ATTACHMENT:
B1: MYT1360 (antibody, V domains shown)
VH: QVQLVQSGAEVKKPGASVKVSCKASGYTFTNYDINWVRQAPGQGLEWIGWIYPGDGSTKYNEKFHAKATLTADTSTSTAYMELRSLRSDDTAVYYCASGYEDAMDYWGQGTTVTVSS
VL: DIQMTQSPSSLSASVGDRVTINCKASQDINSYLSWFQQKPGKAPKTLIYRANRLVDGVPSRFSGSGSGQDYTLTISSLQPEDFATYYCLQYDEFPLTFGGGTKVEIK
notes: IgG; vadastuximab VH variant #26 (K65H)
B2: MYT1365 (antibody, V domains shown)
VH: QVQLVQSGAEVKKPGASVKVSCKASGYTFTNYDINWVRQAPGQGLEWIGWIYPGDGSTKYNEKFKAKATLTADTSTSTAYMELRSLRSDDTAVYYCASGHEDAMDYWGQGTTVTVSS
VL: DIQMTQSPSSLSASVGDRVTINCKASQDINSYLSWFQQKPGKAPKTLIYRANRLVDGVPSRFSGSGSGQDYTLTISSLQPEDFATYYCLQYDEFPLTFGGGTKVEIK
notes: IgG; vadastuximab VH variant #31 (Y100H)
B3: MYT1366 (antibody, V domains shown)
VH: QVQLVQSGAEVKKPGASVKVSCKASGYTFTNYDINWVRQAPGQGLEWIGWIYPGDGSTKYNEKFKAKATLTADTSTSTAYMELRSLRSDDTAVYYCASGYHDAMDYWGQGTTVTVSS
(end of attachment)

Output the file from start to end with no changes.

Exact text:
B1: MYT1360 (antibody, V domains shown)
VH: QVQLVQSGAEVKKPGASVKVSCKASGYTFTNYDINWVRQAPGQGLEWIGWIYPGDGSTKYNEKFHAKATLTADTSTSTAYMELRSLRSDDTAVYYCASGYEDAMDYWGQGTTVTVSS
VL: DIQMTQSPSSLSASVGDRVTINCKASQDINSYLSWFQQKPGKAPKTLIYRANRLVDGVPSRFSGSGSGQDYTLTISSLQPEDFATYYCLQYDEFPLTFGGGTKVEIK
notes: IgG; vadastuximab VH variant #26 (K65H)
B2: MYT1365 (antibody, V domains shown)
VH: QVQLVQSGAEVKKPGASVKVSCKASGYTFTNYDINWVRQAPGQGLEWIGWIYPGDGSTKYNEKFKAKATLTADTSTSTAYMELRSLRSDDTAVYYCASGHEDAMDYWGQGTTVTVSS
VL: DIQMTQSPSSLSASVGDRVTINCKASQDINSYLSWFQQKPGKAPKTLIYRANRLVDGVPSRFSGSGSGQDYTLTISSLQPEDFATYYCLQYDEFPLTFGGGTKVEIK
notes: IgG; vadastuximab VH variant #31 (Y100H)
B3: MYT1366 (antibody, V domains shown)
VH: QVQLVQSGAEVKKPGASVKVSCKASGYTFTNYDINWVRQAPGQGLEWIGWIYPGDGSTKYNEKFKAKATLTADTSTSTAYMELRSLRSDDTAVYYCASGYHDAMDYWGQGTTVTVSS